No. There were several iterations on the basic S-65 design, the S-65-200 civilian transport and the S-65-300 military transport, notably (both vee-tailed, see pictures below). Nothing to do with "DS-" numbers. Third picture shows an earlier configuration with single fin. Last attachment shows the initial S-65 design (the produced aircraft was the S-65A).
Dear Stéphane, here is a piece in French announcing development of the Sikorsky S-65 compound helicopter (which remained a "project"). It comes from the 1st February 1969 issue of Aviation Magazine International......

Best, Terry (Caravellarella)
 

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Caravellarella

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Dear Boys and Girls, here are pictures with a caption in French of the Sikorsky S-65 helicopter "project" and a Sikorsky co-axial rigid-rotor compound helicopter "project" (together with Lockheed CARR Retractoplane "project"). The pictures come from a larger article about the future of VTOL flight.....

The picture comes from the 15th May 1969 issue of Aviation Magazine International......

Terry (Caravellarella)
 

Stargazer2006

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Careful! The caption doesn't call the first project an "S-65". It says: "Left to right, a 20-ton Sikorsky project with two contra-rotative rotors and two tractor propellers, derived from the S-65; then another, more ambitious one, using two twin-flux jets and weighing 50 tons. Meanwhile, Lockheed (right) offer designs with rotors that retract inside the fuselage, with short wings and two turboprops in typical fashion; this is of these, which was revealed very recently."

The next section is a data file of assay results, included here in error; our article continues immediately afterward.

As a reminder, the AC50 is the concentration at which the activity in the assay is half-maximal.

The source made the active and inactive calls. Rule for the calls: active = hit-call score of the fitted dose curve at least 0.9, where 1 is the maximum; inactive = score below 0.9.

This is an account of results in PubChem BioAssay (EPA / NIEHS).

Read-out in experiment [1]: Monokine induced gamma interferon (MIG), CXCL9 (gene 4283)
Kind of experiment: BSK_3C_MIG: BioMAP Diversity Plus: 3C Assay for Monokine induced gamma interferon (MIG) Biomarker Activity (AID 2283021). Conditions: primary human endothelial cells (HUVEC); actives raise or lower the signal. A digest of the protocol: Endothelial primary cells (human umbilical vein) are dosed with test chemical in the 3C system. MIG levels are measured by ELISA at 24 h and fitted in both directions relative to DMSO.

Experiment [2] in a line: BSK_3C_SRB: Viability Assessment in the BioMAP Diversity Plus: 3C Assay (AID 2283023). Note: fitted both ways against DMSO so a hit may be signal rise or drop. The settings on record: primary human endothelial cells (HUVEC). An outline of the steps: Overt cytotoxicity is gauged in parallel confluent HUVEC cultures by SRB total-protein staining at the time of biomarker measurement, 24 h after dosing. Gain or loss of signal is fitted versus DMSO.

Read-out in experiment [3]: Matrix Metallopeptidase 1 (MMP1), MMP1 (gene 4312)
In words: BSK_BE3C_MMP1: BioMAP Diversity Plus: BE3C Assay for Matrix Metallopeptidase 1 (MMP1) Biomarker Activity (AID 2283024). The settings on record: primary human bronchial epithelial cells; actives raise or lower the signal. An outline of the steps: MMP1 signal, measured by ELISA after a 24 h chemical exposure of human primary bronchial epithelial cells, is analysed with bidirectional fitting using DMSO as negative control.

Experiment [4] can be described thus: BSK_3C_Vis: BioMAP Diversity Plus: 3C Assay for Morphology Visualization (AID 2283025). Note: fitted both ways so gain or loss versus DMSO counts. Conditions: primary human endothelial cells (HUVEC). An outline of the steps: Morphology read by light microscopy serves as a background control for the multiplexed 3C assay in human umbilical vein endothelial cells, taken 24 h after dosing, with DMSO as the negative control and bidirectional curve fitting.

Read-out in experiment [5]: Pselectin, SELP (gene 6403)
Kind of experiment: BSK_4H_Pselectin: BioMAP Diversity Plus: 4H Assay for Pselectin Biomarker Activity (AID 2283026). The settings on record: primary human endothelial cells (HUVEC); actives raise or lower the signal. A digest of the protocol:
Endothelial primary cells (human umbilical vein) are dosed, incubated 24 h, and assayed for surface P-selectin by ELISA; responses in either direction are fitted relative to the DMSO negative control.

Caravellarella

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Stargazer2006 said:
Careful! The caption doesn't call the first project an "S-65". It says: "Left to right, a 20-ton Sikorsky project with two contra-rotative rotors and two tractor propellers, derived from the S-65; then another, more ambitious one, using two twin-flux jets and weighing 50 tons. Meanwhile, Lockheed (right) offer designs with rotors that retract inside the fuselage, with short wings and two turboprops in typical fashion; this is of these, which was revealed very recently."
Gosh, my translation skills are truly appalling :eek:
 

yasotay

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I wonder why Sikorsky never considered (or did they?) differetial thrust on the props/fans for anti-torque. Of course it is easy to wonder now that Eurocopter has demonstrated this as a viable technique.
Anyone want to venture a guess?
 

Sundog

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yasotay said:
I wonder why Sikorsky never considered (or did they?) differetial thrust on the props/fans for anti-torque. Of course it is easy to wonder now that Eurocopter has demonstrated this as a viable technique.
Anyone want to venture a guess?